Nike Free RN 5.0 sneaker is the fiercest Free shoe yet with more flex and even lower profile

…And Free RN Flyknit 3.0 is waiting in the wings

Nike Free RN 5.0

Nike Free is Nike's 'barefoot' line of running shoes, but unlike certain shoes of that nature, it doesn't look like a great big, cartoon foot. We don't know about you, but this is a big plus for us, sneaker style-wise.

The latest iterations – Free RN 5.0, which you can already buy, and Free RN 3.0 which is meant to be ready to buy but doesn't seem to be on the Nike Store yet – are lower to the ground and more flexible than ever. 

• Shop the Nike Free RN 5.0 collection (mens) (opens in new tab)

• Shop the Nike Free RN 5.0 collection (womens) (opens in new tab)

These trainers are currently a Nike members' exclusive so you will have to sign up for a Nike Plus account if you don't already have one.

Nike Free shoes are for what Nike calls 'lower-mileage runs', which in our book means going to the local supermarket. The foam cushioning in the midsoles is firmer, flatter and lower to the ground, so that rather than feeling like you're in orthopaedic shoes with pillows strapped to the bottom, you have a greater connection with the ground and a more natural, flexible feel.

Since the current trend is for absolutely massive, bulbous and fugly trainers, Nike has styled these so the sole and midsole look quite large and alien but actually the shoes are lower to the ground than any Free sneakers to date.

Advanced data mapping is used to map the sole, with grooves where the foot naturally wants to bend, with 'stretch to enhance the feeling of movement and to allow for more natural foot motion.' Nike Free RN 5.0 is '26% more flexible' and 2mm lower to the ground than last year's model.

The more elusive (so far) Nike Free RN Flyknit 3.0 is 1mm lower to the ground than the 2018 models. As the name suggests, a Flyknit upper is used and there are NO LACES. How future. The 3.0 is more expensive and, if you want our opinion, a better looking shoe. But you'll have to wait for it.

• Buy Nike Free RN 5.0 (men's) for £94.95 from Nike (opens in new tab)

• Buy Nike Free RN 5.0 (women's) for £94.95 from Nike (opens in new tab)

• Nike Free RN Flyknit 3.0 will be £129.95 when Nike gets around to stocking it.

Duncan has been writing about tech for almost 15 years, during which time he has attended every event going, apart from Apple ones, as he mysteriously doesn't get invited to them. He has covered everything from smartphones to headphones, TV to AC and air fryers to the movies of James Bond and obscure anime.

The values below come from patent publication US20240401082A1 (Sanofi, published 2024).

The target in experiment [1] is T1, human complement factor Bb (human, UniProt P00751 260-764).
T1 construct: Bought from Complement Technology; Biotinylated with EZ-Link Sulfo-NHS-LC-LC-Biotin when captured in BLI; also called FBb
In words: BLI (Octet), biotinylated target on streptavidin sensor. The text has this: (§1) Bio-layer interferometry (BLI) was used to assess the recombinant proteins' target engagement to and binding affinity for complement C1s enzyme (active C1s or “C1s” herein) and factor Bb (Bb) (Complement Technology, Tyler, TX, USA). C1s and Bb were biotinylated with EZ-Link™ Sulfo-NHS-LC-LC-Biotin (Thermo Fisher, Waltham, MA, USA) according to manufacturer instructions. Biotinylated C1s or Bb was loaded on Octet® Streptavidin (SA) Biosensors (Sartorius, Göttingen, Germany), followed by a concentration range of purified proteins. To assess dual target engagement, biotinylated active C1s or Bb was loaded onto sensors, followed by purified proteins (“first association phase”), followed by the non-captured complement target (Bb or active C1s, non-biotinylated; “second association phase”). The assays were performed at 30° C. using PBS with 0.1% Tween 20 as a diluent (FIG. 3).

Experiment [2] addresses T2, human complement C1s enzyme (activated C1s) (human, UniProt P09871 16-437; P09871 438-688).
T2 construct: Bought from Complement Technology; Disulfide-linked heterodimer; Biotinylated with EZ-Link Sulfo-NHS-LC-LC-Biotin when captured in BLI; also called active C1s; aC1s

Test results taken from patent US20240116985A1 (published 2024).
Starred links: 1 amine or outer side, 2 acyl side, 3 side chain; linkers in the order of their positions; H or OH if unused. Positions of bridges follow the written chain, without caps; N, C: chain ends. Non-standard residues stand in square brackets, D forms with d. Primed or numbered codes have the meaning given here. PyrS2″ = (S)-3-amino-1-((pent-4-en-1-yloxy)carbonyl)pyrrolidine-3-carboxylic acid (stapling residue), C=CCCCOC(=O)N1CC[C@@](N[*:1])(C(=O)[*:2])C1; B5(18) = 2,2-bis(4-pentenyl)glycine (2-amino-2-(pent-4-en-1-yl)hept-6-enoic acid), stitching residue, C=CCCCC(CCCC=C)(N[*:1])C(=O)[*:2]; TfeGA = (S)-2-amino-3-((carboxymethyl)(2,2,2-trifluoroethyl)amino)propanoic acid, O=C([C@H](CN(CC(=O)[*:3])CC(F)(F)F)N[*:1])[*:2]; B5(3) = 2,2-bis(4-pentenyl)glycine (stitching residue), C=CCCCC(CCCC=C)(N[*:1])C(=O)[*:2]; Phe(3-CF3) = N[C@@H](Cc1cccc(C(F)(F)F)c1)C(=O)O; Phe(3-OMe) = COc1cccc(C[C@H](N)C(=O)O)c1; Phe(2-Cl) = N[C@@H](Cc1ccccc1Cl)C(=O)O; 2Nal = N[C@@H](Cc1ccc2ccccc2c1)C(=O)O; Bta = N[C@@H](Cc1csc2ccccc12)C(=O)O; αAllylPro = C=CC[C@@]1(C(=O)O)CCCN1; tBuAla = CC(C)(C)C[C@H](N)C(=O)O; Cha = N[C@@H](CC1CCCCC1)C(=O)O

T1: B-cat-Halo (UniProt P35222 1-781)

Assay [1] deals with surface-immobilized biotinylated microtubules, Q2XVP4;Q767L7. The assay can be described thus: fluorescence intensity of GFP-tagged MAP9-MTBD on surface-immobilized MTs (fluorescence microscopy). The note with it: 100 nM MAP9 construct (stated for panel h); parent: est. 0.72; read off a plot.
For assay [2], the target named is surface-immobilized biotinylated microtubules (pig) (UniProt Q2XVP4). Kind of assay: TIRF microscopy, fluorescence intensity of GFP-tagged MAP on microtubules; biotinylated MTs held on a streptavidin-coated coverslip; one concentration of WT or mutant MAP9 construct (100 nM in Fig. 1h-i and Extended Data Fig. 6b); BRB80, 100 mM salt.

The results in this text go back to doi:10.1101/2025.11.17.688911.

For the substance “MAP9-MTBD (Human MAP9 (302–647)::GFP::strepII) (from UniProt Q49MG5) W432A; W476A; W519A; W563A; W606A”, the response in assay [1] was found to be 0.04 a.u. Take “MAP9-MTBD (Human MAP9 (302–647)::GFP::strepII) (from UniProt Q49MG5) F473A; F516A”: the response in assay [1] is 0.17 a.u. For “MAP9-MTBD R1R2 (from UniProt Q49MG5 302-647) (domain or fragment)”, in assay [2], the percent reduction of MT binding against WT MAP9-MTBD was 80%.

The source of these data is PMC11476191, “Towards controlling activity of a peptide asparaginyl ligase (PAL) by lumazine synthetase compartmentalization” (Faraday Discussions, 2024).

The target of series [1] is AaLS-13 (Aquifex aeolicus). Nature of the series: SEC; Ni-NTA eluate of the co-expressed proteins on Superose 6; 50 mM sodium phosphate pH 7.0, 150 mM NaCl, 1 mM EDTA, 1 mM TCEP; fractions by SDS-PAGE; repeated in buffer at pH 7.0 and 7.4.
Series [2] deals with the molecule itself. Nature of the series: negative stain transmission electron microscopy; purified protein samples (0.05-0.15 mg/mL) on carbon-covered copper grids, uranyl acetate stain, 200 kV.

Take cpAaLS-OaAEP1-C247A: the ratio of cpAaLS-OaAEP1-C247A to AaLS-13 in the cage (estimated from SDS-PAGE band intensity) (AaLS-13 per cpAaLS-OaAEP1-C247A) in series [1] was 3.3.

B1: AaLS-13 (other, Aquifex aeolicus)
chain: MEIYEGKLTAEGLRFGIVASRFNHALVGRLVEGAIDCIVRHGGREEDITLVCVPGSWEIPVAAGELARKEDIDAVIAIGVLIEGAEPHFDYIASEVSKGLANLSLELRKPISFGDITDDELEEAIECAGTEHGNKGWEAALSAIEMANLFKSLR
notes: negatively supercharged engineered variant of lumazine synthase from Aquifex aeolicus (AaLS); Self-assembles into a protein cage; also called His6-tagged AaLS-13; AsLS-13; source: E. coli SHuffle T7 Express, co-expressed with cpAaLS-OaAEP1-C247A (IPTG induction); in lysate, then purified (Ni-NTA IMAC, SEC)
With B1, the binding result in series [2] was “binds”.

Duncan's current brief is everything to do with the home and kitchen, which is good because he is an excellent cook, if he says so himself. He also covers cycling and ebikes – like over-using italics, this is another passion of his. Duncan also edits T3's golf section because fuck it, someone has to. Dave Usher does all the real work on that bit, though. In his long and varied lifestyle-tech career he is one of the few people to have been a fitness editor despite being unfit and a cars editor for not one but two websites, despite being unable to drive. He also has about 400 vacuum cleaners, and is possibly the UK's leading expert on cordless vacuum cleaners, despite being decidedly messy. A cricket fan for over 30 years, he also recently become T3's cricket editor, writing about how to stream obscure T20 tournaments, and turning out some typically no-nonsense opinions on the world's top teams and players.

Before T3, Duncan was a music and film reviewer, worked for a magazine about gambling that employed a surprisingly large number of convicted criminals, and then a magazine called Bizarre that was essentially like a cross between Reddit and DeviantArt, before the invention of the internet. There was also a lengthy period where he essentially wrote all of T3 magazine every month for about 3 years. 

A broadcaster, raconteur and public speaker, Duncan used to be on telly loads, but an unfortunate incident put a stop to that, so he now largely contents himself with telling people, "I used to be on the TV, you know."